The name 'Steve' was inspired by the movie 'Over the Hedge'. Image Credit: NASA
Scientists have solved the mystery of a strange glowing ribbon of green and purple light spotted over Canada.
Stretching from east to west, the peculiarly named 'Steve' was first picked up by members of Alberta Aurora Chasers - a Facebook group frequented by people looking to share information about the best places to photograph the Northern Lights.
Reaching temperatures of up to 10,800 degrees Fahrenheit ( the same as the Earth's core ), this peculiar phenomenon is 16 miles wide and thousands of miles long.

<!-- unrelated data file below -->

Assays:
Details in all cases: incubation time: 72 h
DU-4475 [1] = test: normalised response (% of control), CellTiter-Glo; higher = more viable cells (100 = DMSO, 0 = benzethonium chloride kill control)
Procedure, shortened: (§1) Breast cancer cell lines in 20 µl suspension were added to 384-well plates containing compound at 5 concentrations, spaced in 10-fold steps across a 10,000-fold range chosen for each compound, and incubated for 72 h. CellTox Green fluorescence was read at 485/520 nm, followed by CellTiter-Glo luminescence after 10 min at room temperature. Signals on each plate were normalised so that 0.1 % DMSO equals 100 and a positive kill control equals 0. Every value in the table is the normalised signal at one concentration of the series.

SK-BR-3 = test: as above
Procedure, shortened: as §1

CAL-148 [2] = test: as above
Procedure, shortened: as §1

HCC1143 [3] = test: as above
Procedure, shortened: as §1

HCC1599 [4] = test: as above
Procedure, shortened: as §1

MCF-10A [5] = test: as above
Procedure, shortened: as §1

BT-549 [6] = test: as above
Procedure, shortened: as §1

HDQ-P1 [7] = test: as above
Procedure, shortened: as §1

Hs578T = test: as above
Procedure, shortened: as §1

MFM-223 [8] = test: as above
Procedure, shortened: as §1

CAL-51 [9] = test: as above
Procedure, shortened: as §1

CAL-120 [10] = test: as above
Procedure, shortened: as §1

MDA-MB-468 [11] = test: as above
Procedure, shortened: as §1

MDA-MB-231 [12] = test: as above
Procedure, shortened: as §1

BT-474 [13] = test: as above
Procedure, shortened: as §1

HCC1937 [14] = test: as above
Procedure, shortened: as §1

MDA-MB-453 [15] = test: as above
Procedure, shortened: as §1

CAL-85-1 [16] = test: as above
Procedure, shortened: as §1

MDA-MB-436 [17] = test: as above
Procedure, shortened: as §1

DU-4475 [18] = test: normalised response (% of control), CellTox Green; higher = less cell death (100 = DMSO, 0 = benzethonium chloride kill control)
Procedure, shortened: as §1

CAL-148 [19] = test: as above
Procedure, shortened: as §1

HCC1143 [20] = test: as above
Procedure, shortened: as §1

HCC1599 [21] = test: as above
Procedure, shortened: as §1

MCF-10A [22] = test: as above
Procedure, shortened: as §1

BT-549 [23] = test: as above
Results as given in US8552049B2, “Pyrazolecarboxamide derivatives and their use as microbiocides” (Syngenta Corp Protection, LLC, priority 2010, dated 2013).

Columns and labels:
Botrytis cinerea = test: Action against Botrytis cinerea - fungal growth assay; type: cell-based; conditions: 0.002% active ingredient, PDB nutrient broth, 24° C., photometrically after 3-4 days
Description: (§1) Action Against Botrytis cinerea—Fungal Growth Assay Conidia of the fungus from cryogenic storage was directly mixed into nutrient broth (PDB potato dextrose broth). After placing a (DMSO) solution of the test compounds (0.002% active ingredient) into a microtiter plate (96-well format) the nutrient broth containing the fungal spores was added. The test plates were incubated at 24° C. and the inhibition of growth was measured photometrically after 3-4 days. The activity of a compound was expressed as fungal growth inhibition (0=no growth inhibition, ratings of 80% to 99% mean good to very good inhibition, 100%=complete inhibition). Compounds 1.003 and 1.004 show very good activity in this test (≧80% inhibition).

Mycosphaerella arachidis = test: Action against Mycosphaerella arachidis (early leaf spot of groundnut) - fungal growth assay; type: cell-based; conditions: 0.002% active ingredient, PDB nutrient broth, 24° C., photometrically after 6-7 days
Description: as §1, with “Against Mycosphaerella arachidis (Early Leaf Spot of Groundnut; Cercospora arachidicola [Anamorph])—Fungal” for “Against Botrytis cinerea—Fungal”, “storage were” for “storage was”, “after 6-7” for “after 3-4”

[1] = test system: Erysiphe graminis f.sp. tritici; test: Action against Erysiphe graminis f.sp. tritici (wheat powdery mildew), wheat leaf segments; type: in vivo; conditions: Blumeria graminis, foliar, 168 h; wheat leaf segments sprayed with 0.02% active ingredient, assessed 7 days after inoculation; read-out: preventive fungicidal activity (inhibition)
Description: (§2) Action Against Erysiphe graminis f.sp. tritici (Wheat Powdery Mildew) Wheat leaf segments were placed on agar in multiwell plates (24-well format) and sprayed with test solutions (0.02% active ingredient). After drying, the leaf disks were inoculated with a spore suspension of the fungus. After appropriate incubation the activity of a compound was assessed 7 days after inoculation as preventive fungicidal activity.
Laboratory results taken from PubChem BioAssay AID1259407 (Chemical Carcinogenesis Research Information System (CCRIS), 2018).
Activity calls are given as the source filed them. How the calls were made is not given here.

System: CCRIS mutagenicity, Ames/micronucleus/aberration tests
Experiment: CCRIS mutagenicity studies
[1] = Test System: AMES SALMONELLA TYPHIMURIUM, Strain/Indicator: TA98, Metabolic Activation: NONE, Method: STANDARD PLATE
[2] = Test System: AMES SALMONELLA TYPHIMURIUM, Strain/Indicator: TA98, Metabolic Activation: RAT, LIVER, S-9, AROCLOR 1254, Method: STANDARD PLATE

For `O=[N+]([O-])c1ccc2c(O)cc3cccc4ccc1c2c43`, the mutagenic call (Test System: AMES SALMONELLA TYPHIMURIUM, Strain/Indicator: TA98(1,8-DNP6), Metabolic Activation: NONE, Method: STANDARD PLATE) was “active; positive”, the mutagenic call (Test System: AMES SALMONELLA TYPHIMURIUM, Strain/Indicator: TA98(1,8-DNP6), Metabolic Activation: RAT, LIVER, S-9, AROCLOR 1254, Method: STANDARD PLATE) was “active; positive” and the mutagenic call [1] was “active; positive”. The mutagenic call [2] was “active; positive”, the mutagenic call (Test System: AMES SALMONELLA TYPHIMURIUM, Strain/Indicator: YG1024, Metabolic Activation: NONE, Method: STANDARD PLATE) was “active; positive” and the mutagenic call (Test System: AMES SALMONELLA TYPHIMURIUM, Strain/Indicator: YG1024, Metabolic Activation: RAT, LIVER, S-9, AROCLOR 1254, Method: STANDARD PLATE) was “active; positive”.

At the time, 'Steve' was deemed to be something completely new to science, but now, three years on from its discovery, a new study has finally cast light on the processes responsible for producing it.
The purple light, it turns out, is produced by particles that have been energized by the heat from the friction caused by hot plasma flows and powerful magnetic waves 15,000 miles above the Earth.
The green light, by contrast, forms in a similar way to auroras - by particles hitting the upper atmosphere - but tends to occur further south than conventional auroras.
Exactly why should this be so however continues to remain a mystery.
Source: Live Science | Comments (1)